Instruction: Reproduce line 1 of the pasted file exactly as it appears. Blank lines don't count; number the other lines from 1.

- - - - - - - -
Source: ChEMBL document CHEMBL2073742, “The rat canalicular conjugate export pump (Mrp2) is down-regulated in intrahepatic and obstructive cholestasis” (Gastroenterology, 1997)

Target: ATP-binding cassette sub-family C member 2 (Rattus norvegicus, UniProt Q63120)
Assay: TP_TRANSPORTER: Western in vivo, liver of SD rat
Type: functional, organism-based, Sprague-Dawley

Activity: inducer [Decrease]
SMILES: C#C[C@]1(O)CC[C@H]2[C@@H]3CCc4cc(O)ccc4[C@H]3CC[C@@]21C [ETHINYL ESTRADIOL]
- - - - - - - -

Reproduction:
Source: ChEMBL document CHEMBL2073742, “The rat canalicular conjugate export pump (Mrp2) is down-regulated in intrahepatic and obstructive cholestasis” (Gastroenterology, 1997)